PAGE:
I was in my favorite diner, sitting at the counter with a nice strong cup of coffee, when Looie came in and sat down beside me. Looie, as you might remember, is my favorite committeeman, a person with the insight of 50 years in the business of politics.
For the price of some java and a couple of eggs-over-lightly with an order of hash browns well-done, I had the opportunity to get Looie’s take on the election two weeks ago.
Looie was not surprised that Rendell won easily. He had predicted as much after seeing Fisher getting swallowed up by the football crowd on a Sunday at the Vet, where he had to be "rescued" by Sen. Arlen Specter. From Looie’s viewpoint, Fisher — a guy who would look more at home wearing a green eye shade while checking your accounting records — was doomed when he followed the campaign strategy of Bob Casey.
"When you start telling Philadelphians that Rendell did a bad job, you might as well wave a picture of Wilson Goode in front of them," said Looie. "People have short memories, but not that short."
Rendell could wind up on the second spot of the national ticket in two years, according to Looie. "Who’s left after the Dems took the gas pipe?" he proclaims with characteristic bluntness.
I was interested in Looie’s take on the demise of the Democrats this year. "You call it demise, I think they got murdered." Looie disagrees somewhat with the pundits. He thinks that despite 9-11, Bush and the Republicans could have been vulnerable but the Dems lacked that essential part of the male anatomy to pull it off. "Geez, why doesn’t this guy Daschle wear a pink tutu or something?" was the way Looie put it.
The Dems were wishy-washy on all the big issues. Turnout is historically low in off-year elections, so whichever party gets its faithful to turn out wins. Most times it’s the party that’s out of power because its base has the biggest gripes, but not this year.
On going to war with Iraq, the base of the Democratic Party is ready to take to the streets in protest. But what does the party leadership say? They vote for the war resolution while tying our action to United Nations support. If you’re going to be the anti-war party, you have to be dead set against the war under any circumstances. "They should have been screaming from the rafters that this war is all about oil and we’re not going to trade the precious blood of American boys for oil," Looie says.
But wouldn’t this have brought the party back to the bad old days of McGovern? I ask innocently. Looie was getting impatient with me. "This was an off-year election. It’s like trying to win a primary. You gotta get your troops out to vote."
It was the same thing with the economy, according to Looie. The Dems were against the Bush tax cut for the wealthy, but none of them wanted to repeal it for fear that they would be accused of raising taxes. "Look," says Looie, "you can’t beat the Republicans at the no-new-tax pledge." Republicans sound great when they’re cutting your taxes, but not so great when they get around to cutting your services to pay for it. The Dems had to shout from the highest rooftop, "Their tax cut doesn’t get you anything if you ain’t already rich. That’s why we’re going to repeal it and replace it with a reduction in the payroll tax that you’ll see in your wallet," explains Looie. But every time they asked Daschle if he would lead a vote to repeal Bush’s tax, he waffled.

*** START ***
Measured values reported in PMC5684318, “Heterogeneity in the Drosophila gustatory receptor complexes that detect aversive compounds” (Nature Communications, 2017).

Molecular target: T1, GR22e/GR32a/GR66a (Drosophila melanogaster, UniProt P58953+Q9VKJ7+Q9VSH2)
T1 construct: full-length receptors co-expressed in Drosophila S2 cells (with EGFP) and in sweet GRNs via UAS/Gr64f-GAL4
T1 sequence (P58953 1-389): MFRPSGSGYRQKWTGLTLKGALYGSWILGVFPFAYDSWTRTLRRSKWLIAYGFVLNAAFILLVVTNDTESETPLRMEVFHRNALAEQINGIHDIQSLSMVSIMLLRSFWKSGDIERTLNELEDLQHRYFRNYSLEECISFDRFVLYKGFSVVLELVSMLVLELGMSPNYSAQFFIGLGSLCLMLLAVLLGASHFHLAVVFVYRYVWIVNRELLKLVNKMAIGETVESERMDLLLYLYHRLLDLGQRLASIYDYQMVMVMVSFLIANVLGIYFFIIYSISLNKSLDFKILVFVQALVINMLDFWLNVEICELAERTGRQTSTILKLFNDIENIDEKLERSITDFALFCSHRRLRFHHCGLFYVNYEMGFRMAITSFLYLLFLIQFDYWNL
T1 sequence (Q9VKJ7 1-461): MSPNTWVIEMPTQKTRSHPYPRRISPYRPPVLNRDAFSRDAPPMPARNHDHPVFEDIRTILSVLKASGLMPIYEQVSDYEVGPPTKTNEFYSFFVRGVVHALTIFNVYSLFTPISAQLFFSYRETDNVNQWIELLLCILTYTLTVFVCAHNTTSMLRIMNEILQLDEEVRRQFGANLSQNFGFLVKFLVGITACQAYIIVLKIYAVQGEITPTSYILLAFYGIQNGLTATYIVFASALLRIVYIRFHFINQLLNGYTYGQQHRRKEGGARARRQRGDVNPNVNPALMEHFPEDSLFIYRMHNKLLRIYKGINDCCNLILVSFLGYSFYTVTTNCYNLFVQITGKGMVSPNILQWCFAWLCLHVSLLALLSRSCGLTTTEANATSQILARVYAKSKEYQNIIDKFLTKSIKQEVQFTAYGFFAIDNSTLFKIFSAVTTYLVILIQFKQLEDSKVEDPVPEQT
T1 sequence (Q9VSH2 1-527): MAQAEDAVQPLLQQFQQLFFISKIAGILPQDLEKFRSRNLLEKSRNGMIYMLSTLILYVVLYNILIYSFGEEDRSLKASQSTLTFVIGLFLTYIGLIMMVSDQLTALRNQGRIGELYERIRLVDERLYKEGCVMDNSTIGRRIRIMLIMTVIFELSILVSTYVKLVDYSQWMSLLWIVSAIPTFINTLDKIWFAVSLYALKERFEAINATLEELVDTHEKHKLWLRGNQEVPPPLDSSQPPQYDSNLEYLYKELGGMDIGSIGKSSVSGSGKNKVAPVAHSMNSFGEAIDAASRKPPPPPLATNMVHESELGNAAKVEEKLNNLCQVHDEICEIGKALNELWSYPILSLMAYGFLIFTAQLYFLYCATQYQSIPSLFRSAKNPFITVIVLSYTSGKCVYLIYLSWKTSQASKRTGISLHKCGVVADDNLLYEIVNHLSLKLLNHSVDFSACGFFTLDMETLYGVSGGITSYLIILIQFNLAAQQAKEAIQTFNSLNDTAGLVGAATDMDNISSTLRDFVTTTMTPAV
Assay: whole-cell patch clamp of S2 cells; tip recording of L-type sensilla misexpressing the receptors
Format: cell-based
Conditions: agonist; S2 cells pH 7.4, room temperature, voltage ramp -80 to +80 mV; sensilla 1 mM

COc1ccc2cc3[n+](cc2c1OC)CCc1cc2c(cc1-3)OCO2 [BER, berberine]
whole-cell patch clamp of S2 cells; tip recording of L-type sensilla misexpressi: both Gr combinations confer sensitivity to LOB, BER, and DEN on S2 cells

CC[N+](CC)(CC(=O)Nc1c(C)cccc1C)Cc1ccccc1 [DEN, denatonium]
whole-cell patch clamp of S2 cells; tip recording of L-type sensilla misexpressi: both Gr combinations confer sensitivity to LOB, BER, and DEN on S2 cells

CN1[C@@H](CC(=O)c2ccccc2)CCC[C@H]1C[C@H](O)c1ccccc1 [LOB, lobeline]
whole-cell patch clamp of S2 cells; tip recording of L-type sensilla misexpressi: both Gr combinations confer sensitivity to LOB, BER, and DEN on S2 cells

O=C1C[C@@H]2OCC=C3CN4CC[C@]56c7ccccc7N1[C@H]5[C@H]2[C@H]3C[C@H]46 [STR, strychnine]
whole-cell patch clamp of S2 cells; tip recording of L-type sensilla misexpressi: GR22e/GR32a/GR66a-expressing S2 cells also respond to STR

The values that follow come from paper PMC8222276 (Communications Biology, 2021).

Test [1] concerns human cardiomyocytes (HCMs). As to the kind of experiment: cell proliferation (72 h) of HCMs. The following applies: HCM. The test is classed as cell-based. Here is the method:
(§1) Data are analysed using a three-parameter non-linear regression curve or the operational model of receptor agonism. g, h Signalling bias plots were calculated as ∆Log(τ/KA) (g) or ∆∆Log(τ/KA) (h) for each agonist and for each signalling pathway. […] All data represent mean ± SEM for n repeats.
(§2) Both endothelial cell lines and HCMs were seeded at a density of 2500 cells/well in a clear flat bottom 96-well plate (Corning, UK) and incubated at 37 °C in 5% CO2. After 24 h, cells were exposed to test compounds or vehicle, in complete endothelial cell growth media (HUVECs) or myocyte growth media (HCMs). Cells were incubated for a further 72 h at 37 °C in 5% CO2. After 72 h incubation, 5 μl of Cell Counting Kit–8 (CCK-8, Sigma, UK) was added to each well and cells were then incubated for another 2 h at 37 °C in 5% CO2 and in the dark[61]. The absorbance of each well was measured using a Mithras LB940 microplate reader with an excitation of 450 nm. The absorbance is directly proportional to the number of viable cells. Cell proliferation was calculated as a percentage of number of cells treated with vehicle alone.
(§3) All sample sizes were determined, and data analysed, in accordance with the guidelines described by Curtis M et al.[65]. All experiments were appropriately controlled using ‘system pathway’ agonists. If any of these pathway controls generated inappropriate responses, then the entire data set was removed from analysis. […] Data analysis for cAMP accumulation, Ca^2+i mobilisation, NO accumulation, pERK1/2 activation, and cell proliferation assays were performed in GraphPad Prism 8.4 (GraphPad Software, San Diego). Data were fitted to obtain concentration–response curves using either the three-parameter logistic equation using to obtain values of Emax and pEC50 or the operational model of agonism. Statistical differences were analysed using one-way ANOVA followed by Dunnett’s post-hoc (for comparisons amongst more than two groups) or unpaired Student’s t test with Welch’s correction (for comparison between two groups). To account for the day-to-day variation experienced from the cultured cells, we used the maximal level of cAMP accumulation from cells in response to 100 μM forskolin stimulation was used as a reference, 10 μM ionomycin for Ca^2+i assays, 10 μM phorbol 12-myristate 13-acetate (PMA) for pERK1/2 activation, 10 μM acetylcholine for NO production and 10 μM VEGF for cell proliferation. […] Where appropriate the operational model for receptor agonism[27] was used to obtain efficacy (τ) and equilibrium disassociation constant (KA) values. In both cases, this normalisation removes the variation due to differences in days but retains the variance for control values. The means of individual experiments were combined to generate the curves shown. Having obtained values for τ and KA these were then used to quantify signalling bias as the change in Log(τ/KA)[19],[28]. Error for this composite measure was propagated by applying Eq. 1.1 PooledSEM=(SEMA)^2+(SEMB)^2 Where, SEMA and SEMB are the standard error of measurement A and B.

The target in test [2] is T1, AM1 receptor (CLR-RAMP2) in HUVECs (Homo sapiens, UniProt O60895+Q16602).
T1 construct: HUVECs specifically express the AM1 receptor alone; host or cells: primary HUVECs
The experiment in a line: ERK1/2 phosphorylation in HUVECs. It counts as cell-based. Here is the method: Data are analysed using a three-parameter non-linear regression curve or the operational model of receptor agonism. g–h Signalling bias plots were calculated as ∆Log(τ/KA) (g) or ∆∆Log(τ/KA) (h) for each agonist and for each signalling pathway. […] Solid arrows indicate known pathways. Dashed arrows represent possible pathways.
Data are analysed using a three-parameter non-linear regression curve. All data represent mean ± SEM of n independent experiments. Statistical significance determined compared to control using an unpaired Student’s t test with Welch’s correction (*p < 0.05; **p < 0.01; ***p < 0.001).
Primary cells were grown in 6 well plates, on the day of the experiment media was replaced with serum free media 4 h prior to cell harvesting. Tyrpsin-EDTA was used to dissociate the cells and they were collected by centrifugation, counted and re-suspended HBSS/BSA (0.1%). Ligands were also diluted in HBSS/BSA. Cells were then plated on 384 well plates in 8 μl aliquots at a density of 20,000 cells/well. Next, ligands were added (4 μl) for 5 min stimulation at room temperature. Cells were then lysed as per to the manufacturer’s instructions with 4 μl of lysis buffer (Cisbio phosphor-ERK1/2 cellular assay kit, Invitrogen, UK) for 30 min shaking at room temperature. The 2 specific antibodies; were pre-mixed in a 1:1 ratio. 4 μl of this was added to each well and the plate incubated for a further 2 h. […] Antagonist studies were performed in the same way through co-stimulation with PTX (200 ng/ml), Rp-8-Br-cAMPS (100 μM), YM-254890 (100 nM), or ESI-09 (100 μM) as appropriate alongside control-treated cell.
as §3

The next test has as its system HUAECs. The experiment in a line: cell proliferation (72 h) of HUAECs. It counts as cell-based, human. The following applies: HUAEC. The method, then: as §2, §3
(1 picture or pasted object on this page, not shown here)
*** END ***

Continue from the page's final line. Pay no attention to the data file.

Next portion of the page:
How come the Republicans were able to energize their base, I wanted to know. Looie responds that the older people have one addiction: They vote. They listen to talk shows and Fox News, and if you can find a liberal Democrat in that bunch, I’ll eat my hat. (Note to readers: Looie never wears a hat.) After listening to those shows, it’s like the Notre Dame players hearing Knute Rockne at halftime — they want to run through the door of the locker room to get out on that field and win the game. (Note to readers: Looie is still unaware that Rockne hasn’t coached the Irish in many decades.)
Add to this that the Republicans learned at the feet of Clinton himself. Remember how suddenly Clinton was for a balanced budget, welfare reform and against crime? Well, you can’t find a Republican who isn’t for some kind of prescription drug program and funding education. "The hardcore Dems took a snooze on Election Day and da Grand Old Party caught ’em napping," says Looie.
How do the Dems make a comeback? "If this Iraq thing drags on and they still are no closer to finding Osama bin Laden than Judge Crater, and the economy is still in the dumps," according to Looie, "all bets are off in 2004."
Until then, Looie suggests the Dems get testosterone shots.
Tom Cardella can be heard before and after the Niners-Eagles game Monday on 94-FM WYSP.